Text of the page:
5 thoughts on “The Pale Illuminations

  1. A CHESS GAME AT MICHAELMAS by Mark Valentine

    “, I saw him raise his white fingers and move a piece upon the board. It blended in with his fingers so that I could hardly see where these ended and the piece began,…”

    An entrancing visit for me, the narrator, to the manor and its male owner as part of my interest in manorial and tenant traditions of rent, peppercorn or not, and for what mutual exchanges of value. I cross a landscape of monuments and flints that come back to haunt my story, a river as a bride, strumpets, trumpets or the horns of elfland, fate as a fête, a neighbouring woman herbalist called Dee, and a chess game that needs checking the pieces afterwards, an endemic game as a duty to a King upon his visits to the manor, but which King, which King if ever, some sort of secret service? Pieces of this story and this duty come together from pieces of the landscape itself as the Yew King… The topiary chess pieces and the weird chess pieces themselves. It is as if the reader is that Yew King, a You that is Me, creating this story from the pieces strewn on the page in the guise of print and from the happenstance conflux of these characters as if fated to be fêted by such a heady mixture of ingredients.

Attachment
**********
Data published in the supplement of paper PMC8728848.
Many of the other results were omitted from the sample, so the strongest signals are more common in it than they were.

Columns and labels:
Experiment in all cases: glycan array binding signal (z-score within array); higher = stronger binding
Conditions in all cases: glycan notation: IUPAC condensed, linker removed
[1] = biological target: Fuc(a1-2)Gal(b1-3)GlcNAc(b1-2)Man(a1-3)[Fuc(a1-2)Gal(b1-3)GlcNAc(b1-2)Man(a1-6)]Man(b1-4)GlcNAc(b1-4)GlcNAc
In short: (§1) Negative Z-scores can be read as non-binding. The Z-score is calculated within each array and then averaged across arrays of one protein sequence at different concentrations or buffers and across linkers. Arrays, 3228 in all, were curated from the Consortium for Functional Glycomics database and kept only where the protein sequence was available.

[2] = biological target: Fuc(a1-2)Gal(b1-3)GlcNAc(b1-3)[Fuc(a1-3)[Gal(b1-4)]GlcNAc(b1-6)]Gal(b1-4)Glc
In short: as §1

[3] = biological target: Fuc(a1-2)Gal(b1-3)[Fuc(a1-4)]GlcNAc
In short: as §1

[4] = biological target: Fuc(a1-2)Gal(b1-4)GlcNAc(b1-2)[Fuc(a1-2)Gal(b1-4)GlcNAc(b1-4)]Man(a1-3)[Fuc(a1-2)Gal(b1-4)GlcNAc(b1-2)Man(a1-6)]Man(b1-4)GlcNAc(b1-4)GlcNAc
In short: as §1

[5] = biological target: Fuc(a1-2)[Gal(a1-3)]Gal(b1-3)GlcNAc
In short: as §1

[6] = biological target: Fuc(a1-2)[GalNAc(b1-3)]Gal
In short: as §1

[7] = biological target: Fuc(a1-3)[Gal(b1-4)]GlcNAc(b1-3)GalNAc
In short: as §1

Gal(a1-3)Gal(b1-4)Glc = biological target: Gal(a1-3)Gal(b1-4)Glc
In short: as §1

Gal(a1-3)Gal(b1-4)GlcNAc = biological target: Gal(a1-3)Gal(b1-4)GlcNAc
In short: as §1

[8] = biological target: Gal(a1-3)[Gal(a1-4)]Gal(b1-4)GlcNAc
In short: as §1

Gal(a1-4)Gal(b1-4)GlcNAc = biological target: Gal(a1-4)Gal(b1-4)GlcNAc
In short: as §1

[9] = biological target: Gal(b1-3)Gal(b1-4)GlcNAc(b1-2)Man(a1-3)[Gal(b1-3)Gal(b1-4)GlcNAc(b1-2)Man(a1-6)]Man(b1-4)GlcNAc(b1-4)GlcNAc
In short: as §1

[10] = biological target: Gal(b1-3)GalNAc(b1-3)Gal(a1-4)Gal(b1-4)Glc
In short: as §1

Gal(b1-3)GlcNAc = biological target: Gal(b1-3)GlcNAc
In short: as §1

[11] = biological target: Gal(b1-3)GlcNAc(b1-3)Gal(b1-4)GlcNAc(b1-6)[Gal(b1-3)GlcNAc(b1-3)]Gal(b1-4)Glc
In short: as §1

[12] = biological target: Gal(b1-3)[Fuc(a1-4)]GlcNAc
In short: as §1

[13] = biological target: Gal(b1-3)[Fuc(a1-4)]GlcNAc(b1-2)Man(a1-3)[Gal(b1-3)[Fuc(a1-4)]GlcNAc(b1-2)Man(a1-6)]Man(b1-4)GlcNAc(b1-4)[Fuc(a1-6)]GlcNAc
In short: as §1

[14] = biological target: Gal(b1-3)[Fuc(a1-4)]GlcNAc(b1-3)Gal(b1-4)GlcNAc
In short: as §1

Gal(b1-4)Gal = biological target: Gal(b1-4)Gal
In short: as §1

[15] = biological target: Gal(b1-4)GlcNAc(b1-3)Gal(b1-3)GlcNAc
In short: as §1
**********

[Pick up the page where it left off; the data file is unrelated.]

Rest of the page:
My previous reviews of this author: https://dflewisreviews.wordpress.com/john-howard-mark-valentine/

  2. THE OLD MAN OF THE WOODS by Reggie Oliver

    “: to me it was a delight to the eye, so gloriously distant from Grey Britain.”

    It is always good to encounter a Reggie Oliver classic; not all Reggie Oliver stories are Reggie Oliver classics. Far from it. But this one is. An Englishman, determined to finish reading Proust for the first time (although that was not intrinsic to his raison d’être or purpose), retires to France, after a civil service career and a difficult marriage (details of which marriage we learn more about, but again not something intrinsic to this story, just as not intrinsic is the bum-fluff man-boy who is ‘partner’ of a neighbouring chic woman near the Englishman’s house that he’s bought on the borders of where Vichy France once met Nazidom in the war and also edging upon the Englishman’s unexpectedly owned wood wherein a legend had it that a man once cut off his shadow and thus cut off his mis-collaborating conscience) and there was some vista, too, of a chateau where Montaigne, of the essays that I once read, lived — in fact none of all this is intrinsic to the story, but a transcendentantalising vision of the Englishman’s encounter with a intensely sad ghost (“A tunnel into the void had been drilled through his body”) you will never forget. The story has its own raison d’être and this is it, whether the author allowed his story to have it or not.

    “But all history is legend, and all legend history… […] You can be frightened into evil but not into goodness…”

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